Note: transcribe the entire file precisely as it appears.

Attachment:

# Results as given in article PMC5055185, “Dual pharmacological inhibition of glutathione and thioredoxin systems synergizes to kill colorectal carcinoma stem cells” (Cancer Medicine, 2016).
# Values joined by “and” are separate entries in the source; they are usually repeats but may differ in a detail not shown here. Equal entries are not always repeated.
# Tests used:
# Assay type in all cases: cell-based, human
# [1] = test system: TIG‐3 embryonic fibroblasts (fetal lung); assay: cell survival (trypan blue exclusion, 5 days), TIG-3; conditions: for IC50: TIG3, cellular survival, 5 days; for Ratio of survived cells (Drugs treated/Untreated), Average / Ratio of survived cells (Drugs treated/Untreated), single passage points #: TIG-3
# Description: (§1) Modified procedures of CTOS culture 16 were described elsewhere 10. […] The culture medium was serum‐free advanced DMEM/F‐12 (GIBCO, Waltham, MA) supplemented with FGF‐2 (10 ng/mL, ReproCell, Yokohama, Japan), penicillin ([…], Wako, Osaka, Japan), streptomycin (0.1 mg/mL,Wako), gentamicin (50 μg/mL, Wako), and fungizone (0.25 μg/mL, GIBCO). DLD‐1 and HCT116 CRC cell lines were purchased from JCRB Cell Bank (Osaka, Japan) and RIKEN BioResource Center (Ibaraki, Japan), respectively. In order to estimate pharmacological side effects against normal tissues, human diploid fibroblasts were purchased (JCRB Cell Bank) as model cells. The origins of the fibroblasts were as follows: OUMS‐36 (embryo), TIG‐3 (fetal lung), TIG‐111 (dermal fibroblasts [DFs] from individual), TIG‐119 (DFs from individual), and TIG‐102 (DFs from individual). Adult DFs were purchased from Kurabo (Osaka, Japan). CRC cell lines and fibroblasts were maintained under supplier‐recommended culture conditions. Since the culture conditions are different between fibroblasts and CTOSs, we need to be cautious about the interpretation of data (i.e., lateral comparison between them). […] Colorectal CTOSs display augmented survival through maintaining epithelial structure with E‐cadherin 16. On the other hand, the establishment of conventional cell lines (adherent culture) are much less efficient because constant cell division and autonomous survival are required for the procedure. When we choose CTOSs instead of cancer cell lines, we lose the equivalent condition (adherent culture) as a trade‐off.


# Results as given in article PMC5055185, “Dual pharmacological inhibition of glutathione and thioredoxin systems synergizes to kill colorectal carcinoma stem cells” (Cancer Medicine, 2016).
# Values joined by “and” are separate entries in the source; they are usually repeats but may differ in a detail not shown here. Equal entries are not always repeated.
# Tests used:
# Assay type in all cases: cell-based, human
# [1] = test system: TIG‐3 embryonic fibroblasts (fetal lung); assay: cell survival (trypan blue exclusion, 5 days), TIG-3; conditions: for IC50: TIG3, cellular survival, 5 days; for Ratio of survived cells (Drugs treated/Untreated), Average / Ratio of survived cells (Drugs treated/Untreated), single passage points #: TIG-3
# Description: (§1) Modified procedures of CTOS culture 16 were described elsewhere 10. […] The culture medium was serum‐free advanced DMEM/F‐12 (GIBCO, Waltham, MA) supplemented with FGF‐2 (10 ng/mL, ReproCell, Yokohama, Japan), penicillin ([…], Wako, Osaka, Japan), streptomycin (0.1 mg/mL,Wako), gentamicin (50 μg/mL, Wako), and fungizone (0.25 μg/mL, GIBCO). DLD‐1 and HCT116 CRC cell lines were purchased from JCRB Cell Bank (Osaka, Japan) and RIKEN BioResource Center (Ibaraki, Japan), respectively. In order to estimate pharmacological side effects against normal tissues, human diploid fibroblasts were purchased (JCRB Cell Bank) as model cells. The origins of the fibroblasts were as follows: OUMS‐36 (embryo), TIG‐3 (fetal lung), TIG‐111 (dermal fibroblasts [DFs] from individual), TIG‐119 (DFs from individual), and TIG‐102 (DFs from individual). Adult DFs were purchased from Kurabo (Osaka, Japan). CRC cell lines and fibroblasts were maintained under supplier‐recommended culture conditions. Since the culture conditions are different between fibroblasts and CTOSs, we need to be cautious about the interpretation of data (i.e., lateral comparison between them). […] Colorectal CTOSs display augmented survival through maintaining epithelial structure with E‐cadherin 16. On the other hand, the establishment of conventional cell lines (adherent culture) are much less efficient because constant cell division and autonomous survival are required for the procedure. When we choose CTOSs instead of cancer cell lines, we lose the equivalent condition (adherent culture) as a trade‐off.